The operator of the Fukushima nuclear power plant hit by a tsunami in 2011 has admitted that it should have announced sooner that there was a nuclear meltdown at the site.
It was two months before it was acknowledged there had been a meltdown.
Tokyo Electric Power Company now says the public declaration should have been done within days of the disaster.
Experts have long said the melting began within hours of the reactor being struck by the tsunami.
For the first time, the company, also known as Tepco, admitted there were clear internal regulations stating when a meltdown should be declared - when damage to the reactor core exceeds 5%.
The company told Japanese authorities that damage to one of the reactor cores had already passed 50% three days after the disaster, but it did not acknowledge this publicly for two months.
Tepco says it will investigate why the procedures were not followed.
The meltdown at Fukushima in March 2011 happened because the plant lost power after it was swamped by the tsunami. It lost the ability to cool the nuclear reactor, leading to an explosive build-up of heat and gas.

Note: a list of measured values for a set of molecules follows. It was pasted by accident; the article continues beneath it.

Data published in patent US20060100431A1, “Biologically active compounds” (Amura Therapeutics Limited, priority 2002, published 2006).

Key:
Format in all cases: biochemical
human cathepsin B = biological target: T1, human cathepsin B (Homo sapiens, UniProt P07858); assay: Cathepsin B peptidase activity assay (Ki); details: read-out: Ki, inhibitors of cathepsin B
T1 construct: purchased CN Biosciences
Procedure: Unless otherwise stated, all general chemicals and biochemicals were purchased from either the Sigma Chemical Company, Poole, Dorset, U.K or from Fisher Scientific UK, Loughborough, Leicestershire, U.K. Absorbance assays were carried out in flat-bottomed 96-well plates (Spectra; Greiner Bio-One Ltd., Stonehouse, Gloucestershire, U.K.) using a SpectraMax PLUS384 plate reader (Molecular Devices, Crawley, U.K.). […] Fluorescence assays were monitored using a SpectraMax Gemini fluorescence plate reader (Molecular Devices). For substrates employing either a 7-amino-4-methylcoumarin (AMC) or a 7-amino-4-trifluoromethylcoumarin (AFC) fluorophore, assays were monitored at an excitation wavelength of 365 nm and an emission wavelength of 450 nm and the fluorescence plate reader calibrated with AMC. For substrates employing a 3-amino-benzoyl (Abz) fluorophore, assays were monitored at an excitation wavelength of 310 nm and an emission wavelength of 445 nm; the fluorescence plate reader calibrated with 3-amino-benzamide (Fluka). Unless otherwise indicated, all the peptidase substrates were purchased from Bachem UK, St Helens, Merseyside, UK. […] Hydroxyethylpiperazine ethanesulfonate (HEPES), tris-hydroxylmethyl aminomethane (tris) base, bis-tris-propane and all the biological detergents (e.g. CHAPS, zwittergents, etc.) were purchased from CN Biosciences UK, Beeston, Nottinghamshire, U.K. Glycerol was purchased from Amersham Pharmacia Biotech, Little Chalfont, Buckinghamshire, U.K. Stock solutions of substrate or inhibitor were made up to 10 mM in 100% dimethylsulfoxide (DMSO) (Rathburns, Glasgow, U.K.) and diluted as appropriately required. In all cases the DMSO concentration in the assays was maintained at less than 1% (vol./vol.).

It was the worst nuclear accident since the Chernobyl disaster in 1986.
Some 160,000 people were evacuated from the surrounding areas in the following weeks, and continuing high radiation levels mean most have never been able to return home.
Japan gradually shut down all the country's nuclear plants after the disaster. Three reactors have now been restarted under new safety rules, despite strong public unease - two in Sendai and one in Takahama.
But plans to restart the number 4 reactor at the Takahama plant may be delayed, following an incident involving the leak of contaminated water, the company Kansai Electric Power said.
The original date for the restart was late February.
The company said it is investigating the leak of 34 litres of slightly radioactive water at the reactor, in the western Fukui prefecture.
It said in a statement that the leak "did not cause any radioactive influence on the surrounding environment".